All of Slime City’s music can be located on Bandcamp and all good reputable retailers, whilst they do have a Bigcartel store, they seem to be popular lads and merchandise disappears quickly from there. They tour very frequently, so they will absolutely be in a venue near you soon too.

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Live Bite – Kowloon Walled City/Town Portal/Wren/Mother – The Underworld, 19/07/19

Entering London and the musical heartbeat of Camden, it’s clear that Friday night hasn’t taken full effect yet, in the twilight moments of rush hour traffic, the hubbub outside Camden Town station breathes quiet. Overcast skies threaten ahead, but it stays dry for now. A perfect, ominous climate for the music that awaited around the corner.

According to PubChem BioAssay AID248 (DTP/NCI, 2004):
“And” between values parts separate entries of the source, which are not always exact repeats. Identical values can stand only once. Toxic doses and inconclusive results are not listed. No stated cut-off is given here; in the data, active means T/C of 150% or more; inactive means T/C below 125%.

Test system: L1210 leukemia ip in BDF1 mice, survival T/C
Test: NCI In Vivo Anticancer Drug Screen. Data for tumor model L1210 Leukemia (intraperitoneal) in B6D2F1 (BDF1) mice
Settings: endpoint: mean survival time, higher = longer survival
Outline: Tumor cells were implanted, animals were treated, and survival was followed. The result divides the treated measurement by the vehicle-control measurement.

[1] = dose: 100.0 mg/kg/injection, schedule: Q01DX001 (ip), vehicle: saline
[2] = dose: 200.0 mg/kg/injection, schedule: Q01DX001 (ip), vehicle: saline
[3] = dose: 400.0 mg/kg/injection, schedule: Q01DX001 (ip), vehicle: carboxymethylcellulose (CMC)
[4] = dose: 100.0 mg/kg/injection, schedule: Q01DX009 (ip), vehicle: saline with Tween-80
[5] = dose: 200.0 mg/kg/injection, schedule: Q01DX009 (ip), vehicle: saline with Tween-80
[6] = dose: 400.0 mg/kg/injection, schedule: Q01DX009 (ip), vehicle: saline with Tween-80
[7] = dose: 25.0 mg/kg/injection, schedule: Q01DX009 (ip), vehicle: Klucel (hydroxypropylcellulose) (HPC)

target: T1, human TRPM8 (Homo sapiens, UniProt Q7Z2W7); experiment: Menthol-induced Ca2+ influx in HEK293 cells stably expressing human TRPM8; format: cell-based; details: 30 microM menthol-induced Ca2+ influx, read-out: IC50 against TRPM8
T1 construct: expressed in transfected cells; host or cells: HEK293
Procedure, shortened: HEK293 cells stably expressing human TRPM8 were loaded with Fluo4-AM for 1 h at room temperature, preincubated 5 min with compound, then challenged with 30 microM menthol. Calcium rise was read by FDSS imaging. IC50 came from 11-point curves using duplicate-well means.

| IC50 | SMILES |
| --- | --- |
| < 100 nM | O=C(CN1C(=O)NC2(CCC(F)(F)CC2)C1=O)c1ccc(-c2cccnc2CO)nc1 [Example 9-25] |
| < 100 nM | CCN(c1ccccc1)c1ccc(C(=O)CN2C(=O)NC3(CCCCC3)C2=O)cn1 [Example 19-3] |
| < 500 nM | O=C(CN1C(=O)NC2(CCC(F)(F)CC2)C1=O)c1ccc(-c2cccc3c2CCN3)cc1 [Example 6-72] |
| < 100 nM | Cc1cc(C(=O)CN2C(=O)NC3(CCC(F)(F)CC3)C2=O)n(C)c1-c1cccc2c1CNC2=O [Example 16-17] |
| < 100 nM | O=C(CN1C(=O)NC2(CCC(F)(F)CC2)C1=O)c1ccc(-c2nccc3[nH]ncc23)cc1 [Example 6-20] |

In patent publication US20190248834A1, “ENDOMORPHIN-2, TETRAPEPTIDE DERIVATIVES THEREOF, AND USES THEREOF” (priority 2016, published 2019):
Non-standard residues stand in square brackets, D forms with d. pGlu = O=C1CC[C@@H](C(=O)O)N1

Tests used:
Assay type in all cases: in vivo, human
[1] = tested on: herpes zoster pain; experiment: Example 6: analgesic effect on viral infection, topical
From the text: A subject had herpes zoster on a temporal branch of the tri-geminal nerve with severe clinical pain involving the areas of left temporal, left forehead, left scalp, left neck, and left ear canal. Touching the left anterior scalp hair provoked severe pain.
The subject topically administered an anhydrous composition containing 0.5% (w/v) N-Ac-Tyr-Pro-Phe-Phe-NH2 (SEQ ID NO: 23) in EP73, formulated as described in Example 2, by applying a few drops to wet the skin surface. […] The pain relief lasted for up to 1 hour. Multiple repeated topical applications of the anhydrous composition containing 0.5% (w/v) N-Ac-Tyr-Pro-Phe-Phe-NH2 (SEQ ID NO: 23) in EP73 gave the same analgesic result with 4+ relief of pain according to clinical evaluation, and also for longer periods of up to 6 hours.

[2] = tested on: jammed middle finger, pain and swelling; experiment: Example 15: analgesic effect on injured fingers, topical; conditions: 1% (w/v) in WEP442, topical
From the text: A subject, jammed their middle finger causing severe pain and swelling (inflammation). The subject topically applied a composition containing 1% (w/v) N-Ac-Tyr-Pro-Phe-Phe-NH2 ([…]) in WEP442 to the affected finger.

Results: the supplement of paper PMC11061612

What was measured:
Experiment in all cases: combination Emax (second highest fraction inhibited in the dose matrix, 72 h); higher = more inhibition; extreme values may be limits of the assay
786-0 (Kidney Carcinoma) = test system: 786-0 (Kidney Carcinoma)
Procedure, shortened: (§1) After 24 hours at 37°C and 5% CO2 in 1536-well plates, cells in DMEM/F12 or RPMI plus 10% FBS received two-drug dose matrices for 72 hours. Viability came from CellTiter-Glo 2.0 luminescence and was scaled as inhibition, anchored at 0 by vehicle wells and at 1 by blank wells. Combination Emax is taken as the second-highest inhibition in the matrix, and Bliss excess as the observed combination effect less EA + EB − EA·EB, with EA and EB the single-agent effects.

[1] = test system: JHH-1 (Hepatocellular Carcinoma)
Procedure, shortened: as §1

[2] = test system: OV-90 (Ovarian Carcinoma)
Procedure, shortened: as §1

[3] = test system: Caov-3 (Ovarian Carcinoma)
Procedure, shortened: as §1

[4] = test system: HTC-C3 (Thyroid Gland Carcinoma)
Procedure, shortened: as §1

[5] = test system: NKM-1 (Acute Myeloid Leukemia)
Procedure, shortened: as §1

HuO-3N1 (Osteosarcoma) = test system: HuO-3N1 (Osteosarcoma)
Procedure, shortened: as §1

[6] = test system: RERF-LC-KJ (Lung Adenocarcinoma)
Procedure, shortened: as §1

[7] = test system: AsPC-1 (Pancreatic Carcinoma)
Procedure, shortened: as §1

I enter the Underworld only a few minutes after Belgium’s Mother take the stage, only after security nearly forgets to hand my ticket back over. There’s some inaudible whispering every once in a while, but there’s a constant ebb and flow of sludge-soaked noise, with terrifying roars tearing through frenzied and impactful guitarwork. Pace switches often, looping numerous layers of guitar, building melodies inside the unstoppable tides to what was a fascinating narrative. The trio ends on a small section of finely pronounced ambience and tranquility, and quell what was a raucous storm for twenty or so minutes. The early show did harm the performance admittedly, but they were utterly mesmerising from beginning to end. In the right circumstances, I’m sure this performance would crush every venue they set foot in. Out of the 10 or so people here, they absolutely made a fan out of me.